hope

POPE'S MESSAGE | God wants people to dream big, not listen to cynics

Pope Francis greeted pilgrims as he arrived for his weekly audience Aug. 30 in St. Peter’s Square at the Vatican. The pope continued a series of talks on Christian hope, encouraging people to ignore “disappointed and unhappy people … those who cynically plead not to cultivate hope in life.”

VATICAN CITY — God wants people to live with hope and joy — not bitterness — and to dream with Him of a better world, Pope Francis said.

"Please, make sure we do not pay attention to disappointed and unhappy people; let us not listen to those who cynically plead not to cultivate hope in life," he said Aug. 30 at his weekly general audience.

People must ignore those who try to crush enthusiasm and smother "youthful euphoria," he said. Instead, Christians must cultivate a "healthy utopia" based on what God wants for the world.

DEAR FATHER | Hope is virtue that transforms our understanding of unbaptized babies, heaven

I love my mother. She is a great, holy woman. But whenever she calls me, her first question is, "Where are you?"

When I was a bit younger, this question could make me a bit nervous. But now I understand her question had two meanings. First, it's the natural curiosity of a mother. Second, she wanted to be present with me in her thoughts and prayers in whatever I was doing at that moment.

POPE’S MESSAGE | God gives hope for the future despite present-day suffering

Pope Francis greeted children as he arrived for his weekly audience Aug. 23 in Paul VI hall at the Vatican. In his catechesis talk, the pope explained that Christian hope is based on “faith that God always creates new things” in history, in the cosmos and in everyday life.

VATICAN CITY — While the world reels from terrorism, natural disasters and division, God weeps with those who suffer and offers the hope of a future full of joy and consolation, Pope Francis said.

Recalling the victims of a terror attack in Barcelona Aug. 17, a devastating landslide Aug. 16 in Congo, and "many other" tragic global events, the pope urged Christians to meditate on God's tenderness when "they report sad news, which we are all at risk of becoming accustomed to."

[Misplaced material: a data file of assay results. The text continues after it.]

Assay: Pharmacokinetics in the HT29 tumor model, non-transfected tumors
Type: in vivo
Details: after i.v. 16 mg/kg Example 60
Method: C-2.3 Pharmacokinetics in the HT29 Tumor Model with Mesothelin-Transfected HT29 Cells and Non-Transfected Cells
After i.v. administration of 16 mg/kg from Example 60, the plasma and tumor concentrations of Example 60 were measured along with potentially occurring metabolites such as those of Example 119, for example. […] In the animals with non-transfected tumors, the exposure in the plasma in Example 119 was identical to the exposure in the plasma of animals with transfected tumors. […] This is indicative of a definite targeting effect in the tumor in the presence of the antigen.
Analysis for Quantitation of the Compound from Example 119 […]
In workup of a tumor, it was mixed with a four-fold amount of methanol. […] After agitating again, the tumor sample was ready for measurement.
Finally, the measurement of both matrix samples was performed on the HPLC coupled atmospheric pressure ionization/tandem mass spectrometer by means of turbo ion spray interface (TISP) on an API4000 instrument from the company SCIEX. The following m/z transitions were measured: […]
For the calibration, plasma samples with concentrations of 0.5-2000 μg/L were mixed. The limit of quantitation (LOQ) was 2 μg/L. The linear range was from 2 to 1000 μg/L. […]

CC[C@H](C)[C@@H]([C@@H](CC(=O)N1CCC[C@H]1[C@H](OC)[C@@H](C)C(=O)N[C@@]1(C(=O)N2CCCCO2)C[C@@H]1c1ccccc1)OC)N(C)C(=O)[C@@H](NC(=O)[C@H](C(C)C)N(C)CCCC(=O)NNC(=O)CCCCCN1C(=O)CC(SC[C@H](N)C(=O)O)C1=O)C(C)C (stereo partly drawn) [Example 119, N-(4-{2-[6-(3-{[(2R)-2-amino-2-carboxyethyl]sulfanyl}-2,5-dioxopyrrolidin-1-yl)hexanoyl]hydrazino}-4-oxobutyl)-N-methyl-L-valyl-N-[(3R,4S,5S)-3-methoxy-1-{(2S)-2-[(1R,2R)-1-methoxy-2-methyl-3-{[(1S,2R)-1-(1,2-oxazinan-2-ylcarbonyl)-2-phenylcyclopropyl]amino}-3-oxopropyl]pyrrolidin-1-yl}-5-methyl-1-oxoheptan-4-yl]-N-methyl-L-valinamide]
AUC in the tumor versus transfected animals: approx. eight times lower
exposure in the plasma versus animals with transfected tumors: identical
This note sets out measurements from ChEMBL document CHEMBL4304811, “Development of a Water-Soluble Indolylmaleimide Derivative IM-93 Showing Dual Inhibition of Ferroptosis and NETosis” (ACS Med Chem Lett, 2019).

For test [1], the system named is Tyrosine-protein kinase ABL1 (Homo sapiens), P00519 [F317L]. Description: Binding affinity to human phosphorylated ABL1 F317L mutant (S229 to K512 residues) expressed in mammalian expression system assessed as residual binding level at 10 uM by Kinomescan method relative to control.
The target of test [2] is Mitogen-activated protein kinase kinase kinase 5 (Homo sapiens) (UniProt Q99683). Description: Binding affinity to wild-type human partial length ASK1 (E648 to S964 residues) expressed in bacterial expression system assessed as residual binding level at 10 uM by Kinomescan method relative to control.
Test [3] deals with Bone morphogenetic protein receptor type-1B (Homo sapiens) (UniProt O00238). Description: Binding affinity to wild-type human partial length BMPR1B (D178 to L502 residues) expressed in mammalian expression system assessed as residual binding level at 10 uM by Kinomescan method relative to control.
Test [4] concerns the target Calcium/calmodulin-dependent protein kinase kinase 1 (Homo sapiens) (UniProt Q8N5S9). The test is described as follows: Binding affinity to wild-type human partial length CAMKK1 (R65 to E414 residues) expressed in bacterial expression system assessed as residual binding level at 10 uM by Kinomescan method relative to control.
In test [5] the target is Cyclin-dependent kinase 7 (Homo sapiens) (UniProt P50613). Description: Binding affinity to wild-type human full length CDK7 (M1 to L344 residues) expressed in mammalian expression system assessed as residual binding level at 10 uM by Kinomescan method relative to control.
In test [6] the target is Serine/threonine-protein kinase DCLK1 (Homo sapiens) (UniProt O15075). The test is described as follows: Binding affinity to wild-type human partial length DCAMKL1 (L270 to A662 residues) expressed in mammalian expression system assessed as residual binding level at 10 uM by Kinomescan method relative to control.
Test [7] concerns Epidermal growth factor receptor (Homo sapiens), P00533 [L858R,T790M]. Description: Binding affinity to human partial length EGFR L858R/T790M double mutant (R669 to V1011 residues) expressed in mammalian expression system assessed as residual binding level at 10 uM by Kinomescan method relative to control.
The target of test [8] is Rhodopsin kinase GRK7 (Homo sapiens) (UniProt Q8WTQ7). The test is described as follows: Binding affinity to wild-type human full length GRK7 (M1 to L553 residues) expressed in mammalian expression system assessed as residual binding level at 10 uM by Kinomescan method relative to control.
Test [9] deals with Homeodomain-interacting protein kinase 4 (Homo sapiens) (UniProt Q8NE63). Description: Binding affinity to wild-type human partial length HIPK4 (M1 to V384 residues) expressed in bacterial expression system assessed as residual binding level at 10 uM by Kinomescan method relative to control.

POPE’S MESSAGE | Christians are oriented toward light, hope

Pope Francis embraced a child Aug. 2 at his weekly audience in Paul VI hall at the Vatican. The audience was Pope Francis’ first after a month long hiatus in July.

VATICAN CITY — The ancient practice of orienting church buildings East to West — with the entrance facing West and the altar toward the East — was symbolic of the connection that exists between light and hope, Pope Francis said.

"What does it mean to be a Christian? It means looking toward the light, continuing to make a profession of faith in the light, even when the world is wrapped in the night and darkness," Pope Francis said Aug. 2 at his weekly general audience.

POPE’S MESSAGE | Christians share hope, not ‘vinegar of bitterness’

Pope Francis celebrated Mass May 27 on a pastoral visit in Genoa, Italy. The pope visited with workers at a steel mill in the city and ate lunch with 120 refugees, migrants and homeless people.

VATICAN CITY — Christians are called to be "sowers of hope," consoling and defending the poor and anyone in need, Pope Francis said.

As Christians prepared to celebrate Pentecost June 4, Pope Francis used his weekly general audience May 31 to speak about the power of the Holy Spirit to strengthen the hope of believers and to send them forth to instill hope in others.

Sowing bitterness or perplexity, he said, "isn't Christian and if you do this, you aren't Christian. Sow hope. Spread the oil of hope, diffuse the perfume of hope and not the vinegar of bitterness and hopelessness."

Pope, President Trump speak of hopes for peace

Pope Francis greeted President Donald Trump at a private audience at the Vatican May 24. According to a statement from the Vatican, the two discussed several things, including “an exchange of views” on international affairs and on “the promotion of peace in the world through political negotiation and interreligious dialogue, with particular reference to the situation in the Middle East and the protection of Christian communities.”

VATICAN CITY — Pope Francis and U.S. President Donald Trump spent 30 minutes speaking privately in the library of the Apostolic Palace May 24, and as the president left, he told the pope, "I won't forget what you said."

The atmosphere at the beginning was formal and a bit stiff. However, the mood lightened when Pope Francis met the first lady, Melania Trump, and asked if she fed her husband "potica," a traditional cake in Slovenia, her homeland. There were smiles all around.

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